Days before Thanksgiving, the People for the Ethical Treatment of Animals set its sights on one small Texas town. In a letter to the mayor of Turkey, Texas, PETA demanded the mayor change the name of the Panhandle town to Tofurkey in honor of the vegan, faux-turkey mold made with tofu. "Thanksgiving is murder on turkeys," PETA Executive Vice President Tracy Reiman said. "By changing its name to 'Tofurky,' Turkey would send a clear message that delicious, savory mock meat is an easy way to celebrate without causing suffering-and give a bird something to be thankful for." Locals told an Amarillo television station they opposed the change, spurning an offer by PETA to put a tofurky in every Turkey oven if it proceeded with the name change.
Authorities in rural South Carolina don't know how the tires got there, or even who owns them. All they know is that a mysterious mound of at least 250,000 tires in Calhoun County is an environmental hazard. Authorities say the dumped used tires, which cover an area of 50 acres, reside on land owned by a New York resident, but they speculate that local tire shops used the land as a dumping ground. In relation to the case, a state grand jury indicted George Fontella Brown of Easley, S.C., with violating South Carolina's solid waste laws. Meanwhile, a Florida company is processing the used tires, which will be recycled for fuel and other derivatives.
A frustrated bank robber in Wheeling, W.Va., didn't have one oft-overlooked skill in the bank robber's arsenal: handwriting. Police say a scruffy white man passed a note to a teller at the Main Street Bank in Wheeling on Nov. 14, apparently demanding money. But when the teller couldn't decipher the note's details, she passed it back to him and asked him if it was a joke. Dejected, the prospective robber took his note and left empty-handed.
For tea-lovers with discriminating palates: Chinese biologist An Yashi says she is developing a special blend of green tea that she hopes will sell for about $35,000 per pound. Her secret? Panda droppings. Yashi, a wildlife expert and lecturer at Sinchuan University, says that her tea plants will be fertilized exclusively with panda droppings. And since pandas digest roughly 35 percent of what they consume, Yashi says the rare and expensive panda excrement will make the perfect nutrients for her commercial tea plants.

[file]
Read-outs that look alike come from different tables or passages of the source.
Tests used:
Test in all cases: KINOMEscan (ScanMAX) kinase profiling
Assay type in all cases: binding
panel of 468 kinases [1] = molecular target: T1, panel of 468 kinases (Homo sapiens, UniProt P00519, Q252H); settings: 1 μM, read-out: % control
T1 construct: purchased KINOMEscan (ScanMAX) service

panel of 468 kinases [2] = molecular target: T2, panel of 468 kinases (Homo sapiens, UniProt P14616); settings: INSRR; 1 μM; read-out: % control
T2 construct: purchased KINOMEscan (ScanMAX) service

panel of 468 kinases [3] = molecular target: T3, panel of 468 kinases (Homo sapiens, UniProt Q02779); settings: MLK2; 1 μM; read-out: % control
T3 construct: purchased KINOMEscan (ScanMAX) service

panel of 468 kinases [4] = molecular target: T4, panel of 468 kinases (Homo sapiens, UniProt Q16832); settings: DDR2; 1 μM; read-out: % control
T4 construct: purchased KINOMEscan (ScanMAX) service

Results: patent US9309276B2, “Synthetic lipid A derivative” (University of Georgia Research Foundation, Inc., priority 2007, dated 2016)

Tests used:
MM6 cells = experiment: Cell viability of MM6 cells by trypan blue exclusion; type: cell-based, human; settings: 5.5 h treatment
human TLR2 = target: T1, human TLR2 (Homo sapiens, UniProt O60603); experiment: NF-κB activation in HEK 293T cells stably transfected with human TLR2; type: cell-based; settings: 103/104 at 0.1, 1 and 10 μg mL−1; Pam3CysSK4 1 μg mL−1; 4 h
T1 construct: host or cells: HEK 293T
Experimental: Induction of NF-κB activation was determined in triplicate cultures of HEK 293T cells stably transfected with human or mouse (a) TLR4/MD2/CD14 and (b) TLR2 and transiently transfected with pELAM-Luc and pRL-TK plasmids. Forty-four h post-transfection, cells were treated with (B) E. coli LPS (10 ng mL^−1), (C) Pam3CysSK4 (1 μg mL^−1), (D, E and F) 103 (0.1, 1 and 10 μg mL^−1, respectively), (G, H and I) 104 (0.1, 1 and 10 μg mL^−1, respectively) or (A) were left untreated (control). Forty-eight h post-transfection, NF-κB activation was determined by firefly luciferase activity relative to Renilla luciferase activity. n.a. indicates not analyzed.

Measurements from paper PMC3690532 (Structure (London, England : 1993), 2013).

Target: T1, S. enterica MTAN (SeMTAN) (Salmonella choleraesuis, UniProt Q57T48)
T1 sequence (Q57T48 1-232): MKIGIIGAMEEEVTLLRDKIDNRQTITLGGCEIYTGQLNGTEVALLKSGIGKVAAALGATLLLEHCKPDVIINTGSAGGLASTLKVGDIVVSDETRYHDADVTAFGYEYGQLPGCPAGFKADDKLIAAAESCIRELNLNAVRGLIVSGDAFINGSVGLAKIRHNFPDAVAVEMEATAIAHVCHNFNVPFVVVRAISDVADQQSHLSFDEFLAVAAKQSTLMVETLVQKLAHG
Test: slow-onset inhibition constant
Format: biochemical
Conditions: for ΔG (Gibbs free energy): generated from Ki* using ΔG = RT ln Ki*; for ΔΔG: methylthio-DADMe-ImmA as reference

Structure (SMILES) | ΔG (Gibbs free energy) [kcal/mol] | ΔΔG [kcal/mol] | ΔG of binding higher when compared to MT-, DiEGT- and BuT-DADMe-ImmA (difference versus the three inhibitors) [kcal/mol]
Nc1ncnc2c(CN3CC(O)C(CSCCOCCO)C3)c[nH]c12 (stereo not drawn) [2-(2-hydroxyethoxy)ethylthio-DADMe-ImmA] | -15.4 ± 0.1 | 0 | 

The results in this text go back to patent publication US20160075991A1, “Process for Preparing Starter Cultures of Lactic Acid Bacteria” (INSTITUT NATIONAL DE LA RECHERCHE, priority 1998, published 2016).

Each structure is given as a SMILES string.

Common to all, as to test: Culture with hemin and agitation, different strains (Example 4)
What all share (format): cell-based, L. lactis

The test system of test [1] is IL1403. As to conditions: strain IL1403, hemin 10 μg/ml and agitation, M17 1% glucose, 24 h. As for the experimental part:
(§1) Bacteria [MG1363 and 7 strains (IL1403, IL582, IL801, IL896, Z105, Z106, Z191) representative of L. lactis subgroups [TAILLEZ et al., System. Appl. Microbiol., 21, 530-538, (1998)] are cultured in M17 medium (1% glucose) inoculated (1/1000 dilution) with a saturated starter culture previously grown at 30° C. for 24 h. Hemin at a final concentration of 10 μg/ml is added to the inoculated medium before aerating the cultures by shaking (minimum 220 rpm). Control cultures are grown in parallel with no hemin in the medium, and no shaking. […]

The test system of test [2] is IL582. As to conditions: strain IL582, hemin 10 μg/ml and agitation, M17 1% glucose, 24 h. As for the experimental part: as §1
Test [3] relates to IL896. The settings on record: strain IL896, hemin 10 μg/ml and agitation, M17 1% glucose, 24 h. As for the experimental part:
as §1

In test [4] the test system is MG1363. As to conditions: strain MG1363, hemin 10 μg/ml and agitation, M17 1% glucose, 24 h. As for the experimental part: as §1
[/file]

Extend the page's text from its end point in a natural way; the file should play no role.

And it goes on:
Passed over plates
Lawmakers in Texas are discovering that when it comes to writing legislation, haste makes waste. State representatives only recently discovered a rather crucial error in the legislature's rewrite of the Texas Transportation Code, which was completed earlier this year: The updated law does not include a penalty for driving without a license plate. "It was just a very huge, detailed bill that we'd already rewritten three, four, five times," admitted Rep. Joe Pickett of El Paso. "This wasn't a first draft. We made so many corrections and changes, we thought we caught everything." For now, members of the state legislature are checking with the Texas attorney general to see whether police can still enforce license plate laws sans penalty. Otherwise, the Texas legislature will have to wait until its next session in January 2013-or until Texas Gov. Rick Perry calls a special session-to fix the problem.